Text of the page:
BostonBruins.com - Mid-August for a hockey fan is the biggest teaser. You start counting down the days, but the end date still seems so far away. You may check off the days until the season opener, the first preseason game when the new-look roster first steps into action, or the date of a game you'll see in-person. The numbers float around on social media and various websites.
For me, there's one date I zero in on the most. All of the above are important dates, no doubt, and there are others that will emerge - the start of informal captain's practices which get the B's back together, the team's annual golf tournament, etc.
But the beginning of Training Camp on September 11 marks the first official date where the players have to report for the 2013-14 season. It's an important time, for several obvious reasons. New teammates get acclimated into the locker room, different linemates begin to develop chemistry, coaches try various line and defensive pairing combinations to find a player's best fit, and healthy competition breaks out among those vying for a spot on the opening night roster.
The team's identity is reinforced, while systems, special teams and distinct plays are all reviewed. A coach gets to know his new players, and gets his team in line and "on the same page" before the season begins. Camp then stretches into preseason games before the new season kicks off -- a time to put the focus of the first week together into action.
Below are a couple of reasons (not that you really need any reasons) to get excited for Training Camp. The next segment of "Counting Down the Days" will take a look at the positional battles heading into camp and what I'll be keeping an eye on as the preseason progresses.
The No-Lockout Effect
I stress the significance of the time Training Camp affords this year mostly because, last season, following the lockout, coaches and teams simply didn't have that luxury. And while players were training and playing overseas, they had no set time frame of when camp would begin and when they would need to be in optimum shape.
"I know big talk was that I was a little out of shape last year with the lockout. It was kind of harder to get ready not knowing when the season was going to start," Milan Lucic said following one of his intense, power-building workouts when BostonBruins.com went to visit him in his offseason home near Vancouver this summer.
"Just getting that conditioning and strength and, as always, getting that quickness and that speed up to 100 percent is what I focus on every summer and that’s the same this summer going into next year."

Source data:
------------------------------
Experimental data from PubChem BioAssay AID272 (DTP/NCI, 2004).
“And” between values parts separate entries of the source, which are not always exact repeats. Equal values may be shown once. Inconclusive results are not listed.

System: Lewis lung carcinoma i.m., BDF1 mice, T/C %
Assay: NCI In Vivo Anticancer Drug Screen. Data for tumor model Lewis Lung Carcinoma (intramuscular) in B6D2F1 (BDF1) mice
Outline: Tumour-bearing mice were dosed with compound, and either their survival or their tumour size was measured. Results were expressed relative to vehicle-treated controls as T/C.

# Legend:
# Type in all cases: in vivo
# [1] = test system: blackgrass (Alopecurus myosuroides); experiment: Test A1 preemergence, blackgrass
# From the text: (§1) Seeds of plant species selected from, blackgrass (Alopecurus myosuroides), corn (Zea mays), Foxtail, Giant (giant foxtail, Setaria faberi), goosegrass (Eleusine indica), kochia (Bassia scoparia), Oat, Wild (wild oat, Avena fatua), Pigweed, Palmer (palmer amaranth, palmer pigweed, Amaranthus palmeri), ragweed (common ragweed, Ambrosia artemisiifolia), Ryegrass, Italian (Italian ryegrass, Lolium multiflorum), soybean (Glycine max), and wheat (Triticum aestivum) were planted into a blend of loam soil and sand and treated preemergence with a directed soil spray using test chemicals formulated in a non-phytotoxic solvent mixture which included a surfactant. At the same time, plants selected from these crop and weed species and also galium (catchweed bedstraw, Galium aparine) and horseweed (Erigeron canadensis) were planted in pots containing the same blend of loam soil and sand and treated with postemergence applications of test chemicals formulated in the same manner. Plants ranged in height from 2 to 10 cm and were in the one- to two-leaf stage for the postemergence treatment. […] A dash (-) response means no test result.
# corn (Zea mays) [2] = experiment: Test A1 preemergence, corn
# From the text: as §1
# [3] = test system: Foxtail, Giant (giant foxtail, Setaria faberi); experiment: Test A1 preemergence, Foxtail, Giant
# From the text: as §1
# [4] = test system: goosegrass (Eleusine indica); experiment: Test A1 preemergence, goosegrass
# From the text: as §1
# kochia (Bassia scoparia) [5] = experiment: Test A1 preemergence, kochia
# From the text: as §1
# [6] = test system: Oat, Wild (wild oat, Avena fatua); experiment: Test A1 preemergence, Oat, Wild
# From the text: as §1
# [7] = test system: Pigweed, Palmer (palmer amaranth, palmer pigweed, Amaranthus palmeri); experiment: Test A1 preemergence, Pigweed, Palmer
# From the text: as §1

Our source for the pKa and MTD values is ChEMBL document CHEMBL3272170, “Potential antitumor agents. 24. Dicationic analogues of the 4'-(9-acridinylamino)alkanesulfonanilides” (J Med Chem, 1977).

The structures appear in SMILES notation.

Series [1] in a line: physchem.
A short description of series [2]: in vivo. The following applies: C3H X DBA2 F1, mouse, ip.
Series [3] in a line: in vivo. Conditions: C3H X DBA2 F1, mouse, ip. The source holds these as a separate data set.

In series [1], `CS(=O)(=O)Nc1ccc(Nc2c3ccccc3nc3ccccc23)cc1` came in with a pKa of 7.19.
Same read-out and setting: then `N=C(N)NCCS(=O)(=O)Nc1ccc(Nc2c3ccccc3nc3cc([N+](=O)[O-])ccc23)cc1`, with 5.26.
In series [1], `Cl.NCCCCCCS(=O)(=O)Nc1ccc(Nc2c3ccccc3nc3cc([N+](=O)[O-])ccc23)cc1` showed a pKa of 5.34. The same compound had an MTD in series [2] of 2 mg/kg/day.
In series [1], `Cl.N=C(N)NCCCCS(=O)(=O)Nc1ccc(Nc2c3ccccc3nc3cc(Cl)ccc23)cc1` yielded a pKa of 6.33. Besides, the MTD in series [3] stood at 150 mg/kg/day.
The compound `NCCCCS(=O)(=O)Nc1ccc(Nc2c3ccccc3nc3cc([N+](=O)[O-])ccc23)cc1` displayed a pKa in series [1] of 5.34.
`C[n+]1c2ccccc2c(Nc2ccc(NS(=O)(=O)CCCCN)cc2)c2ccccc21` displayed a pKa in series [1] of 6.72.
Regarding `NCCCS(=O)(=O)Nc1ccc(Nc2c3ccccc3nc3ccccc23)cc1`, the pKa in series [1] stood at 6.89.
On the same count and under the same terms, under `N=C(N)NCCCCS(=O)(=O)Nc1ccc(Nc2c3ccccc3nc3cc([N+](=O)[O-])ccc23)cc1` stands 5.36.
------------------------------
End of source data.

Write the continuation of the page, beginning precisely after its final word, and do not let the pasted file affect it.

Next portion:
He wasn't the only one that felt out of sync heading into the season - the effect was felt by other Bruins, and around the league.
Before last season, the Bruins only had six days fully together in an official capacity, once the NHL's new Collective Bargaining Agreement was ratified, before kicking off the compact season on January 19 against the New York Rangers. Amidst those half dozen days, there was one scrimmage against the Providence Bruins.
The 2013 B's did have a clear advantage over other NHL squads - aside from the open spot on the third line, the insertion of rookie Dougie Hamilton (and the absence of Tim Thomas), the team was virtually the same heading into the season. That comfort factor caused them to jump out to the best 10-game start in franchise history at 8-1-1.
But familiarity only takes a team so far; the valuable time on the ice and in game action before the season begins cannot be replicated.
Bruins' Clear Focus Heading into Camp
Before the 2013-14 campaign kicks off on October 3 at TD Garden against the Tampa Bay Lightning, the Black & Gold will have 22 days of practices, meetings and seven preseason games, the first of which takes place in Montreal on September 16. And when you factor in their time spent together during informal captain's practices, the number of days only goes up.
It may be a shorter offseason than usual leading up to that point, but at least each 'B' has an exact date to shoot for this time around, and has a clear-cut idea of what specific training he needs to do before September 11. We should expect to see a well-conditioned and highly motivated - given the result suffered in late June - group of B's, which will only ramp up the compete level throughout camp.
This year, part of staying in shape didn't involve playing overseas. Their offseason training routines will be more in line with what they're used to, whether it's Shawn Thornton sticking with his boxing and lifting regimen around Boston; Tuukaa Rask keeping fit with golf, tennis and workouts in his native Finland; or David Krejci and Daniel Paille focusing on quick feet to enhance their skating strides.
"It is a lot easier. Last year was different for everybody; you had to be in shape, but then obviously nothing happened, and you just kept on working out," Rask told BostonBruins.com when he first arrived back to Boston in August.
"So now it’s good that you have a set date when you start and you know that you have to be in shape a certain day and it helps your workout plans. You can planning your skating a little bit earlier too, so it’s good for everybody."
Paille reiterated his teammate's thoughts during one of his workouts in Boston with David Krejci in early August. The pair have been training together, something that could not have happened prior to last season, with Krejci playing abroad up until camp.
"It's important for all of us to be ready," stressed Paille. "When we go into camp, even though it is a shorter training summer, I think we know what to expect given the fact of a couple of years ago that we had [a short offseason after the Cup]. We realize what our bodies can take in a short period of time."
"We want to try to come back with a strong start and make sure we’re capable and ready every game."